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Sam Harris is a big part of my daily life.
I meditate with his meditation app, listen to his podcast or interviews he has given, and of course, there are his social media accounts. There is not a single day that I don’t consume some sort of content created by him.
Which is weird because being a book lover that I am you would think I have a whole shelf full of his printed material.
I don’t. It’s sad.
Not because he is not a great writer or his books are not well written, there is just something missing from them.
His voice. His actual voice.
Having him as my meditation teacher brings me peace whenever I hear him speak. It calms me down and reminds me that all is well.
I come back to the present moment and focus on my breath. It doesn’t even matter if he is complaining about Trump, as long as I can hear him speak.
It sounds strange, I am aware, but seeing as he does have a meditation app that I am in love with where he only uses his voice, this is not that weird.
But as a supporter of his work, I wanted to dive in and read all that he has ever written. Waking Up was already my favorite book, so The Moral Landscape seemed like a perfect reading material to continue my journey.
A few weeks ago, I added The End Of Faith to the list. I have no idea where I am going next but I am looking forward to reading everything I already heard him speak about on the internet.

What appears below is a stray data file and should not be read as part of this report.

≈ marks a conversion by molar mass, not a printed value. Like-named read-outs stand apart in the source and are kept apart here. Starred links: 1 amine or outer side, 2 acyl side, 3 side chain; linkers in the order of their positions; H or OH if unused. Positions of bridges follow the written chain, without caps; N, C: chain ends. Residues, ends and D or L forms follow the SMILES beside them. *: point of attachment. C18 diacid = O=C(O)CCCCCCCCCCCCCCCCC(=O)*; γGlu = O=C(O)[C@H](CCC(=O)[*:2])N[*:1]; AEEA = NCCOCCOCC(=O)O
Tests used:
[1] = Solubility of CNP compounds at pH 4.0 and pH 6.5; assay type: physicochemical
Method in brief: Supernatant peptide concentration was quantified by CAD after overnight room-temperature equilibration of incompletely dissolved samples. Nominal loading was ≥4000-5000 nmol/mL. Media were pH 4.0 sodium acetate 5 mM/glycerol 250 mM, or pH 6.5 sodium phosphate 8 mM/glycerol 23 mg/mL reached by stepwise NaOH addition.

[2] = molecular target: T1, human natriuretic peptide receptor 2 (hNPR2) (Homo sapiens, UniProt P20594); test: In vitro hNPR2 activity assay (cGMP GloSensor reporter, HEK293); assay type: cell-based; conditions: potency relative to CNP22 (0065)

I think this might be it.
I’ve listened to hundreds of hours of Sam talking about things like free will, religion, meditation, AI and politics that going back to reading about it in written form seems like a waste of time.
After all, he is always sharing content from the books online and on the app.
As I said, I do not know (when and) what I will read next, but I do want to talk about the first three I bought already.
Seeing how unique each one of them is, you are bound to find something for yourself.
So… which books by Sam Harris should you read?
Leaving a cult/religion called New Age made me land right on my back from where I could see people move forward while I was injured trying to get up without the help of god.
When I first read Waking Up, it was also the first time that I was told it is possible to have a spiritual practice without believing in the divine.
I grew up with parents that were without faith and I learnt about god on my own.
When I got into New Age my world was rocked because I was convinced this could save me from suffering and heartbreak. But it didn’t, it just pushed it so far to the back of my head that it appeared as if I was healed.
Waking Up gave me permission to take something that I loved before, meditation, and do it the way it was first intended to be used. Not to please god, but to look within and taste the freedom.
It’s a perfect book for sceptics who want an attachment-free practice (that is, who would’ve thought, all about not being attached to anything).